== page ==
group assimilation processes serve the explain developmental difference between
groups.

          In
contrast group socialization theory remains rather vague regarding group
differentiation processes that make group members dissimilar or, in other
words, account for within-group differences I personality development.
Differences in group status and social comparisons within groups are presumed
to affect development, although some empirical evidence points to the long-term
implications of such differentiation processes. (7)More research is
needed to substantiate their role in lifespan personality development.

          Hence,
although differentiation provide some indications for the explanation of
differences within a peer group, group socialization theory in blind towards an
additional source of within group variance namely specific dyadic peer
relationship.

Relationship-Level effects of
Personality Development:

Social relationship theory such as
the social relationship model provided valuable perspective on peer
relationship level effects on personality development within peer0groups.

          Indeed,
a recent of longitudinal study by reitz, Motti-stefanidi and asendorpf (2014)
should that individual differences in likability nominations by classmates predicted
adolescents’ self-esteem development and that this effect was medicated by the adolescents’
self-perceptions of their likability. Furthermore results revealed that being
liked by classmates of the same immigrant status had stronger effects than
being liked by classmates of a different immigrate status. This finding informs
our understandings of peer effect on personality in two ways. On the one hand,
it highlights the role of social relationship processes it provided evidence
for the role of specific dyadic relationship characteristic. On the other hand,
it corroborates social group perspectives on peer effects thus, this study
highlights exemplarily that dyadic relationship processes and group effects are
inherently intertwined.

An integrated perspective on peer
effects on personality development

          Increases
in conscientiousness reflects a normative pattern of maturation in young
adulthood that in, for example, driven by commitment to educational or
professional achievements

          Correspondingly,
a recent-study substantiated increase in conscientiousness in the context of graduation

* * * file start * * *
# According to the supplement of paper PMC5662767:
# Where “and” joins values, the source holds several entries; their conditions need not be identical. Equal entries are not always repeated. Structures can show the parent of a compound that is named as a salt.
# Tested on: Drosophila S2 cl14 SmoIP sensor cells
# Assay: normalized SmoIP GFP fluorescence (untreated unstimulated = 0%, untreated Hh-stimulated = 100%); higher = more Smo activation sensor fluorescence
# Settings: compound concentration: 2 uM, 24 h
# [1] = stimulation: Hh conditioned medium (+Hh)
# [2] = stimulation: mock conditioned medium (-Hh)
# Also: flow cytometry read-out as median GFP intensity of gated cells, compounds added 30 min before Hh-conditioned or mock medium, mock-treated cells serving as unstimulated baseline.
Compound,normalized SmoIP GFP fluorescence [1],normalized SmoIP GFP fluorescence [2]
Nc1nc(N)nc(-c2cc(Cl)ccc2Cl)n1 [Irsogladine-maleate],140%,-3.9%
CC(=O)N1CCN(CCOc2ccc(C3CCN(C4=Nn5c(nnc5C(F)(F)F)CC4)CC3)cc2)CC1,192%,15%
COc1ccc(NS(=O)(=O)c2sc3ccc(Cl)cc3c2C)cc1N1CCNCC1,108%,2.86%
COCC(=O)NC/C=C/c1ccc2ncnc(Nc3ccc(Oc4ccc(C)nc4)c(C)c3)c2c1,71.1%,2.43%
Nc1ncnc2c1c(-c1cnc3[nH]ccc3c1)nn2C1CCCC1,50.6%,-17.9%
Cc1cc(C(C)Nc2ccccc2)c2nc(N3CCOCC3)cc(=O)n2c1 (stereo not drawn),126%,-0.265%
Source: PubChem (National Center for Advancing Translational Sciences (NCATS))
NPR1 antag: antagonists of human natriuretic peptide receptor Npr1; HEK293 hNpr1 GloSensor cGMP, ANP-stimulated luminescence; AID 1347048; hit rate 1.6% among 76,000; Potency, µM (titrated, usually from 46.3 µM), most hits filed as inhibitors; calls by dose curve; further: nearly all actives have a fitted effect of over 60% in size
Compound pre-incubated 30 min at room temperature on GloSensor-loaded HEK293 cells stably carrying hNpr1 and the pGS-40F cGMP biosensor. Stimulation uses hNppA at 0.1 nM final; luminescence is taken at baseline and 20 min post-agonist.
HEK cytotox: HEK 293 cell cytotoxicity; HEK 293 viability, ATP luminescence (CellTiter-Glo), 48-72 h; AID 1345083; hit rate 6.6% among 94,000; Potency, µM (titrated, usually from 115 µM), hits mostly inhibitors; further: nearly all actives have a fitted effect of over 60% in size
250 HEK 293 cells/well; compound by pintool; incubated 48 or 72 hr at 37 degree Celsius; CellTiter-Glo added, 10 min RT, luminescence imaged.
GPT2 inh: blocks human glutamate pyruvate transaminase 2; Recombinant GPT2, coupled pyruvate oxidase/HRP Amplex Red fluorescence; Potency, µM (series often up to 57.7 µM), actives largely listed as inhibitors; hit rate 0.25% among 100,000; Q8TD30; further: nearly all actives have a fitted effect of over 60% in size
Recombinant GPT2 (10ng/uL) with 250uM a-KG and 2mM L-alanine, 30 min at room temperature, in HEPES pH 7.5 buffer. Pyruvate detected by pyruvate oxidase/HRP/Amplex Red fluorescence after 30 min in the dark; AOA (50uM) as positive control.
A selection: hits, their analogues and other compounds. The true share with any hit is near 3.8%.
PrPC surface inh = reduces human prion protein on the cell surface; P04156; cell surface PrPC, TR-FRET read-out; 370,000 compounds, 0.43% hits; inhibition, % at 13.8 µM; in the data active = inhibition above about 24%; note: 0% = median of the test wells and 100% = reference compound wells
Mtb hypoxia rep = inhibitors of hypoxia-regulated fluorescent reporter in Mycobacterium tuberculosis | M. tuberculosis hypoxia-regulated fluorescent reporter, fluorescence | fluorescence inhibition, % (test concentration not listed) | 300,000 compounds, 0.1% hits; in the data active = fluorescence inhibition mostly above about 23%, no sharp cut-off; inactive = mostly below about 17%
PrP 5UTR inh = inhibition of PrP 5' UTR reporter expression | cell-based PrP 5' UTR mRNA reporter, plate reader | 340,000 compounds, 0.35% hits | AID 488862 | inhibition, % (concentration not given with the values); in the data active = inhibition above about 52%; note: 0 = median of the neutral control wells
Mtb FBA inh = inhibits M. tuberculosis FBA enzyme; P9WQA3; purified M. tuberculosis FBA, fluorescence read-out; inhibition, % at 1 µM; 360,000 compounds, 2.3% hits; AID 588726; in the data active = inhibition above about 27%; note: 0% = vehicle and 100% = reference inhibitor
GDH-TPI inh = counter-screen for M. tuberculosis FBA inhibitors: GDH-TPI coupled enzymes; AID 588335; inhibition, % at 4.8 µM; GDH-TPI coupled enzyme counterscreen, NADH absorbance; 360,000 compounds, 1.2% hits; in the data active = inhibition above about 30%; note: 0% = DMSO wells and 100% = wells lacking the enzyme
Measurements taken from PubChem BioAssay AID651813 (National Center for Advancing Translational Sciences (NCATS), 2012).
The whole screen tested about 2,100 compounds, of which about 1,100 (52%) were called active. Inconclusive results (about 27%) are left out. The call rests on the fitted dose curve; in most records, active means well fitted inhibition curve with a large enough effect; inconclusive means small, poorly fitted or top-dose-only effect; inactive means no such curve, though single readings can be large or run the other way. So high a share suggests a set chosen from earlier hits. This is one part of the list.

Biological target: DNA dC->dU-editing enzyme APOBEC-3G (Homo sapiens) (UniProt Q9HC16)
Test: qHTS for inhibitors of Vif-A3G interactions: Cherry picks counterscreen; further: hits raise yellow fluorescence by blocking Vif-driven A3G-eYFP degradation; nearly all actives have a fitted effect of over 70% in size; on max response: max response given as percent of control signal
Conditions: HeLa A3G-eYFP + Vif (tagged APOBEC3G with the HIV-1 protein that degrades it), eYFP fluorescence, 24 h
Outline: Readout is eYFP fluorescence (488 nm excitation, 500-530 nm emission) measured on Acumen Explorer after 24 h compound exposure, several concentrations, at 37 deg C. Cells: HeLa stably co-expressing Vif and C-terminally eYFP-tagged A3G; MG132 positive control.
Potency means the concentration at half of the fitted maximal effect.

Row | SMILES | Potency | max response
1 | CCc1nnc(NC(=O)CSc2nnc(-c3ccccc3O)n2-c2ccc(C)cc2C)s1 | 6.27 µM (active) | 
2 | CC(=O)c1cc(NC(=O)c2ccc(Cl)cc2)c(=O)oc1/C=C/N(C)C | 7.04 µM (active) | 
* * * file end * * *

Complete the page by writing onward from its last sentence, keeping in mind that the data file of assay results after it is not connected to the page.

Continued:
and at the same time, revealed substantial variance between trajectories that
was partly associated with students achievement behavior group-level perspectives
also offer some explanations for within-group differences in conscientiousness
development, such as for steeper increases for group leaders. These different
trajectories may be due to differences in in-group status that result from
social comparison between group members. However,future research in needed to
understand the concrete processes through which “status in the peer group may
leave permanent marks on personality.

Conclusion

The present
review should that peers are a pervasive aspect of our social lives that impact
us from childhood to old age. Whereas individual peer characteristics vary
between life phases equality matching characterizes peer relationship across
the entire lifespan.

          Peer groups can influence personality
development by defining peer-group norms that increase similarity among group
members and explain differences between peer groups. Dyadic peer relationship
influence personality development by dyad specific interaction patterns and
relationship characteristics that increase individual differences.

          As such, they account for differences
in personality development within-peer groups. Future research may future
explore the dynamic interplay of group-level and relationship level
peereffects. To conclude, we propose that the integration of group-level
perspectives and relationship level perspectives provides a fruitful bans that
contributes to a better understanding of the role of peers in lifespan
personality development. Now we conclude that peer group and peer relationships
is most important part of personality development.